Belfast Telegraph

Saigur bidding to finish week with shock win

By Roy Harris

The surprise of the Vauxhall North West 200 so far has been the performance of Horst Saiger.

The Austrian was fastest in Tuesday’s Superstock practice and after Thursday final qualifying he started that evening’s race from sixth on the grid, eventually finishing in fifth position just 3.4secs behind winner Alastair Seeley and setting a new lap record for the class at 121.214mph.

Behind Saiger were Simon Andrews, Conor Cummins, Guy Martin, newcomer Peter Hickman, William Dunlop, Stephen Thompson, Bruce Anstey and James Hillier so you can determine just how impressive his race was.

Horst is a 42-year-old, now living in Liechtenstein and has a history of racing in World Superbike, World Endurance, AMA and Macau before being enticed to compete in the North West 200 by Mervyn Whyte and his team for the first time in 2012 when he finished 10th in the Superstock race ahead of ‘big name’ regulars Gary Johnson, Adrian Archibald and Ian Lougher.

He is also one of a contingent of competitors from mainland Europe, who now make the annual pilgrimage to the North Coast.

Prior to Easter, Horst was part of the three-man Bollinger Kawasaki Switzerland Team, who finished fourth overall in the prestigious Bol d’Or 24-hour race at Magny Cours in France in which Guy Martin finished seventh as part of the R2CL Suzuki Team, as part of his build up to Tyco Suzuki’s road racing season.

Horst has also competed in the Suzuka 8-hour race, Daytona 200, Le Mans 24-hour race and raced at Terlicko (Czech Republic) where he has won three times.

So the Austrian is no slouch; he is on the fourth row for today’s Superbike races and finished 15th in Thursday’s Supersport race.

No European mainland rider has ever won a North West 200 race, but the Austrian has shown there are talented road racers on the continent, who can be encouraged to compete in the major International road races – the North West 200, TT and Ulster Grand Prix.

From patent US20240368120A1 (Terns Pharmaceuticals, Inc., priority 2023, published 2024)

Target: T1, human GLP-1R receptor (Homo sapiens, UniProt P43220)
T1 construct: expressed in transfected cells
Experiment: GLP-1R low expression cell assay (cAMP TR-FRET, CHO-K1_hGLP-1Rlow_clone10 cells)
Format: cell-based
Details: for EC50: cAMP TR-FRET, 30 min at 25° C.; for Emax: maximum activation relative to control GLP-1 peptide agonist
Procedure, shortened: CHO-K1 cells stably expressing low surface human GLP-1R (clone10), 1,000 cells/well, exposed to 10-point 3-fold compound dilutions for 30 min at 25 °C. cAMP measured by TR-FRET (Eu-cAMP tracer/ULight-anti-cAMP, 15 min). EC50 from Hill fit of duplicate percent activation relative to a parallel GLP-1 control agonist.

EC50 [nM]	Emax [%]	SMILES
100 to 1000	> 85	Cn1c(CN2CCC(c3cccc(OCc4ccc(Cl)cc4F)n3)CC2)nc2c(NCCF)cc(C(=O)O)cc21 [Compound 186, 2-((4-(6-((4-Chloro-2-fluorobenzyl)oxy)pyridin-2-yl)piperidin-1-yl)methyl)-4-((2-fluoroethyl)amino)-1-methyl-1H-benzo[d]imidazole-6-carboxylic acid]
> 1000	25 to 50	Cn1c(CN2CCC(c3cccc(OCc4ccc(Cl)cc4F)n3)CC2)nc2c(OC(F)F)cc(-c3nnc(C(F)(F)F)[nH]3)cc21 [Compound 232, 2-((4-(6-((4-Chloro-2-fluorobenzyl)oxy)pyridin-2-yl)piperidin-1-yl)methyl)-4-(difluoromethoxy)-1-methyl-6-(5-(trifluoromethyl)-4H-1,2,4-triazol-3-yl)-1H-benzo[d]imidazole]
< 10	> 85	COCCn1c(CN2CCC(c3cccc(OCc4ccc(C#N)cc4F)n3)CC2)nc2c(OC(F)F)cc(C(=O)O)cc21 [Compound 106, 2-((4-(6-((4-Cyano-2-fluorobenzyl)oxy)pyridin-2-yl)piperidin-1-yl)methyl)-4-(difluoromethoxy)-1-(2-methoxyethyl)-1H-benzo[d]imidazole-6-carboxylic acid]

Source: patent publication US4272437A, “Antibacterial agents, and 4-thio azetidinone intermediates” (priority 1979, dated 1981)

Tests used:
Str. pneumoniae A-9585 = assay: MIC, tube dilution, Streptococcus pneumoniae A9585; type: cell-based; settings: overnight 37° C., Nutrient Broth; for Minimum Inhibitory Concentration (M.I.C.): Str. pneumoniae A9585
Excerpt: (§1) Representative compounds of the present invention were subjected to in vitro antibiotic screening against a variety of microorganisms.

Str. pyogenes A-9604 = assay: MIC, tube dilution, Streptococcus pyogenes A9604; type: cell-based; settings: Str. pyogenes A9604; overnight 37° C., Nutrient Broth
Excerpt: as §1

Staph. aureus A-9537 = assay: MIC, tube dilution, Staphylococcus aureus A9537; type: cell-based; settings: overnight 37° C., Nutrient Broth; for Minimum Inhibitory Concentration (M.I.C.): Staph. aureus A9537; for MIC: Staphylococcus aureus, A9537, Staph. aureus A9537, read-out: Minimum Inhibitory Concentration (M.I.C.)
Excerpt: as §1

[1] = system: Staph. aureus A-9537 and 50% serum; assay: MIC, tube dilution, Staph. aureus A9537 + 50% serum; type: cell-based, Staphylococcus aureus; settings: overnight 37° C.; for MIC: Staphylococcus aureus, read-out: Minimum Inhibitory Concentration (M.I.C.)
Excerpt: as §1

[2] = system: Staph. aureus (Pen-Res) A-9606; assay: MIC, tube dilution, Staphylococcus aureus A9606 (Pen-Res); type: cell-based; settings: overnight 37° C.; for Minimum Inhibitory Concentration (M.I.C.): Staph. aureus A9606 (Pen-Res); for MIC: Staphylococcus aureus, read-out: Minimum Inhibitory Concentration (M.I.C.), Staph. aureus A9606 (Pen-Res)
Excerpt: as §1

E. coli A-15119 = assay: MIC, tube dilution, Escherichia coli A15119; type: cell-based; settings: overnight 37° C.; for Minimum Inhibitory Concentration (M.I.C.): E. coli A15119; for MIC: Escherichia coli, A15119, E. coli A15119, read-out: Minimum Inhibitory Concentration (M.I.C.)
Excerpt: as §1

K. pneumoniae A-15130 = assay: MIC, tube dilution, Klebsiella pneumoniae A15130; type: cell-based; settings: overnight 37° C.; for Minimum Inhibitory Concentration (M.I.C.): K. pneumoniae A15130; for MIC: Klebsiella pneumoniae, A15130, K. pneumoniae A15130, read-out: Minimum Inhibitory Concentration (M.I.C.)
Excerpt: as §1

Indeed, only three riders outside of UK and Ireland have ever won at the North West, New Zealanders, Stuart Avant, Robert Holden and Bruce Anstey.

Saigur is in a good place to become the fourth.

 

Mervyn is still the main man behind the scenes

The man who carries the weight of the Vauxhall North West 200 on his shoulders is Event Director Mervyn Whyte MBE.

In this the 85th birthday of Ireland’s premier road race, Mervyn’s association with the event goes back to the 1970s when he was a marshal, before becoming race treasurer between 1982 and 1986.

He then became Race Secretary from 1987 until 2001 before taking charge of the meeting as Clerk of the Course from 2001 until 2009, when a new management structure within the Coleraine Club saw him as Race Director, then Technical Director and now Event Director since 2010.

“The last few years have been difficult simply because of the weather, however with new legislation in place we have more flexibility to play with, although we hope not to have to use it,” said Whyte.

Among the competitors Mervyn welcomes to the North West this year is Ryan Farquhar, making his racing comeback at the event having come out of retirement.

Farquhar was an innovator within the fairly new Supertwin class and in its inaugural year, 2012, led home a KMR Kawasaki 1-2-3.

Before Thursday’s opening Supertwin race in which Farquhar, Keith Amor, McWilliams and Conor Behan raced his machines the Dungannon man said, “Nowadays more and more teams are getting involved and it is up to me to keep ahead of them. At the end of the day they are my bikes.”

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